India polls should shun divisive rhetoric

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Congress party supporters hold party flags during a rally in Punjab. AFP

With India announcing a general election to be held over nearly six weeks starting from April 11 when hundreds of millions of voters will cast their ballots in the world’s biggest democracy, the honourable and peaceful conduct of the massive exercise is what the world community would expect.

Political leaders from all parties should stick to dignified conduct and not stoop low by resorting to divisive rhetoric merely for the sake of votes. All parties should tell their cadre to shun violence, stick to democratic norms and not allow the heat of the polls to be the reason for inciting hatred among communities.  

The fact that about 900 million people will vote in a staggered process can help the authorities to deploy tens of thousands of troops to prevent outbreaks of violence and the capture of voting stations by party activists.

Considering that 68-year-old Prime Minister Narendra Modi has risen to become one of India’s most polarising leaders, the poll will test whether his right-wing policies still have people support when he runs for a second term, against Rahul Gandhi of the Congress Party.

Modi guided the Bharatiya Janata Party (BJP) to a landslide victory in 2014 to form the country’s first majority government in almost three decades, but indications are that the party’s divisive policies have led to erosion of support on the ground.  

Rahul Gandhi, the scion of the Nehru-Gandhi dynasty, which has provided three prime ministers since India’s independence in 1947, has gained some political capital by wresting three key states from Modi’s BJP at the end of 2018. The states form part of the Hindi “Cow Belt” region of some 475 million people, where the BJP has its core support base.

Not only has Rahul Gandhi, seen earlier as a lacklustre leader, become a serious challenger, he has also gone on the offensive over Modi’s economic record, with the latest Congress state wins attributed to the prime minister’s perceived failure to help impoverished farmers and to create enough jobs.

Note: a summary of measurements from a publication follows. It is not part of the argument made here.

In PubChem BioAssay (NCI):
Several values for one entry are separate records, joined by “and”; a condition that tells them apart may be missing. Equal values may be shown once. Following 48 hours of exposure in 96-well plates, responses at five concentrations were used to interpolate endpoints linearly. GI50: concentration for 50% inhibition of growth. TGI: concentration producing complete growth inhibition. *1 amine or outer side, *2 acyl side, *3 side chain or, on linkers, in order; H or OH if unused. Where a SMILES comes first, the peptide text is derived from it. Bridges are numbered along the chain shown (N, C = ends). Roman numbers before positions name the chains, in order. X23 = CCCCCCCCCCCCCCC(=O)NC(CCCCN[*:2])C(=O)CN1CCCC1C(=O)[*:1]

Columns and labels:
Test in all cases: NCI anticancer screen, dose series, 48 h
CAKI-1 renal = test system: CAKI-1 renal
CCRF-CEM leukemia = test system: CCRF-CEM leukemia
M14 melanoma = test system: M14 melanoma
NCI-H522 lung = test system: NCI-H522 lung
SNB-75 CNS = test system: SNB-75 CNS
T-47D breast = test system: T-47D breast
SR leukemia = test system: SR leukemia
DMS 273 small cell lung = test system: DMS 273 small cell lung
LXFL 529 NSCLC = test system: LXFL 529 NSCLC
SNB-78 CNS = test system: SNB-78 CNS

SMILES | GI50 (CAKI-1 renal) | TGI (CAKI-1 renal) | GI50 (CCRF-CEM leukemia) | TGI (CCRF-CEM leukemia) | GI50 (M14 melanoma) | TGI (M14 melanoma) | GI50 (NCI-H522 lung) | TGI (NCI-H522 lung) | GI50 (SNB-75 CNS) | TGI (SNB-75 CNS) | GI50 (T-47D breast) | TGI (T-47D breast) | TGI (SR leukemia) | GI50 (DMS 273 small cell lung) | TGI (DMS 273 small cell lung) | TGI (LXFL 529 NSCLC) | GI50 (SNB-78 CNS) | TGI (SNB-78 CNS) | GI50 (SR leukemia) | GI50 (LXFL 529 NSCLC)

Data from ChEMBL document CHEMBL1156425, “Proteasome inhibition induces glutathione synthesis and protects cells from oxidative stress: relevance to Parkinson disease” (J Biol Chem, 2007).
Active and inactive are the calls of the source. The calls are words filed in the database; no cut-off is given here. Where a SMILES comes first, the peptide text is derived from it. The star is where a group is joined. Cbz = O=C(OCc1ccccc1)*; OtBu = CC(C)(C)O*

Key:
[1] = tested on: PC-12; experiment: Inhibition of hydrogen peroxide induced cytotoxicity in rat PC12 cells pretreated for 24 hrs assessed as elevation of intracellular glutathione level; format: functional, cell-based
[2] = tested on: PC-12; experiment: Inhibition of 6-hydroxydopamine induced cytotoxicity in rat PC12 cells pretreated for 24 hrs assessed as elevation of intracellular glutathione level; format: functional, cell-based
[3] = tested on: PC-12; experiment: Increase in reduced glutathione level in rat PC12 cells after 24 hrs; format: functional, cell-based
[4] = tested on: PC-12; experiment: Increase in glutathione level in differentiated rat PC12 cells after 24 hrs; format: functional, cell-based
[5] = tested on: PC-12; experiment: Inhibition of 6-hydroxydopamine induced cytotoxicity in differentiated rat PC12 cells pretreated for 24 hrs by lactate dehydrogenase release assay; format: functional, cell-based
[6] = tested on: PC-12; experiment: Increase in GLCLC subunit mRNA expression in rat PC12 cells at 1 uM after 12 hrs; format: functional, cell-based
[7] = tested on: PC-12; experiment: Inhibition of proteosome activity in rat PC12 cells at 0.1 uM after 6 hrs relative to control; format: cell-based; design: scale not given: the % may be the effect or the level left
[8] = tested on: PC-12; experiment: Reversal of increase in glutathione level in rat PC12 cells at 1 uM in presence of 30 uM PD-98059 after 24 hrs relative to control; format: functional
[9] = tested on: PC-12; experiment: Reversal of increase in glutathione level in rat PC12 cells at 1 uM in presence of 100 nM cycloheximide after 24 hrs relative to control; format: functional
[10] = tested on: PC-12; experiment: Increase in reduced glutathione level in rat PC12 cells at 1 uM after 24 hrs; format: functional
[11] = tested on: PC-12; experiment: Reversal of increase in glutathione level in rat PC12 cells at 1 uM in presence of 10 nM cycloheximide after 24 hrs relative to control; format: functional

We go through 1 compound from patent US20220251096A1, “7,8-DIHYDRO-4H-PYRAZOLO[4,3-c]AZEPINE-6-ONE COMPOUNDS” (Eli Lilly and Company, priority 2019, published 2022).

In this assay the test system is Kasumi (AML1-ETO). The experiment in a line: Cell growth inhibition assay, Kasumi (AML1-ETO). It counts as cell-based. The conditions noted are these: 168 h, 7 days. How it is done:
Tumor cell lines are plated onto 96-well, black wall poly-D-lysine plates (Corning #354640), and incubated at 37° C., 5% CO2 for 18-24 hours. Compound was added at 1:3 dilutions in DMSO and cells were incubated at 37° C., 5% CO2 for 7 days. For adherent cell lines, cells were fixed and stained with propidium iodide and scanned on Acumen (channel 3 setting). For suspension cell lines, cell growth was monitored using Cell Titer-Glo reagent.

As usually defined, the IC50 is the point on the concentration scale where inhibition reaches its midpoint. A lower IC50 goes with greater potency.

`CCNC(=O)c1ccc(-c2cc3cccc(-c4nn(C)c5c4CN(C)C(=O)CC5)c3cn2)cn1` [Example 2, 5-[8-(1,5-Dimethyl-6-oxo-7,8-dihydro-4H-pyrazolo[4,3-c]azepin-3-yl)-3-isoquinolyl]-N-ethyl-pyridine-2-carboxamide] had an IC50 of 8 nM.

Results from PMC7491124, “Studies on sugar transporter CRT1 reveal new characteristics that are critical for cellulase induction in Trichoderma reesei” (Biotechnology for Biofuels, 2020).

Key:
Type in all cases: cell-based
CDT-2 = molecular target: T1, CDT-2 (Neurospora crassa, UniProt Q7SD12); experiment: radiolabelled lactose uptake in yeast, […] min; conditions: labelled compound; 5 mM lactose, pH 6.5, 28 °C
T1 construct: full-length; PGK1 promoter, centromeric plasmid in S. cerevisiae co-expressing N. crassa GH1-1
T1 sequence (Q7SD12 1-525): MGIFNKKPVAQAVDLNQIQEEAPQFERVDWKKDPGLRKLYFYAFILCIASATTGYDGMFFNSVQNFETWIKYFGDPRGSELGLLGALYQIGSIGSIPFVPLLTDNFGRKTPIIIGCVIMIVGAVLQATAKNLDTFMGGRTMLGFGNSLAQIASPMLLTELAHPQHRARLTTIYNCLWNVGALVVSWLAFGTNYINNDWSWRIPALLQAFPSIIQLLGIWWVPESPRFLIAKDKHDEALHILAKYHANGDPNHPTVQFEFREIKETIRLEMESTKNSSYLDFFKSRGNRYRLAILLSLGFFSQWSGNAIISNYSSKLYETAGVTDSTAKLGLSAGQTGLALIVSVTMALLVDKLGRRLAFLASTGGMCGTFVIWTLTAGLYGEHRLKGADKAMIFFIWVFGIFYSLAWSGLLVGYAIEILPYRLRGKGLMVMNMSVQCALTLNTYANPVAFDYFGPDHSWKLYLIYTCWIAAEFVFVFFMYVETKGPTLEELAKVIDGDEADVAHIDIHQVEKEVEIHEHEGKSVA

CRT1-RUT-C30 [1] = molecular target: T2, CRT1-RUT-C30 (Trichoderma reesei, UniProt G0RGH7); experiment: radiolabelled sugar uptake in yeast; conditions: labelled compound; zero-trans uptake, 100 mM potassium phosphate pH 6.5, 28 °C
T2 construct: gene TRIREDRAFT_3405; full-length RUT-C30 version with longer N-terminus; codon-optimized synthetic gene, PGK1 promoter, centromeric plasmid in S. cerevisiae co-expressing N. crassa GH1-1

Mind-boggling figures speak volumes about the challenges in holding such a gargantuan election exercise. Here are some of the bewildering numbers behind polls of this scale from the Election Commission of India:

900 million: The number of Indians eligible to vote. At the last election in 2014 there were roughly 815 million, but just 550 million exercised their franchise. In India’s first election in 1951 there were 173 million eligible voters.

85 million: The increase in eligible voters across India in this election compared to 2014, when BJP stormed to power in a landslide.

15 million: The number of eligible voters aged 18 to 19 in this election. Two-thirds of Indians are under 35.

38,325: Voters identifying as transgender, recognised by India’s Supreme Court as a distinct third gender in 2014.

1.1 million: The number of electronic voting machines required for all the ballots to be cast in the mega-election.

1 million: Polling stations to be erected for the election.

3,626: The number of political parties -- though only 1,841 are recognised by the Election Commission.

545: Seats in the lower house of India’s parliament, the Lok Sabha. Only 543 are up for grabs in this election — two are reserved for members of the country’s tiny Anglo-indian community.

And not to ignore the fact that 186 are the number of lawmakers elected to parliament in 2014 with criminal records.

While the BJP claimed that development was the party’s main focus, the reality on the ground proved otherwise with several instances where its cadres and leaders engaged in divisive politics, especially against minority communities.

India’s unemployment rate in February rose to the highest since September 2016, data from private think-tank Centre for Monitoring Indian Economy showed, even as the economy grew at its slowest pace in five quarters in the last three months of last year.

Poverty alleviation, employment, literacy and development are among the issues that need immediate attention of leaders. The last few years have seen an abatement of tolerance among communities and that’s certainly a disturbing signal, which leaders especially from the BJP need to address.

The poll results will answer whether Modi has delivered on his promises of “development for all.”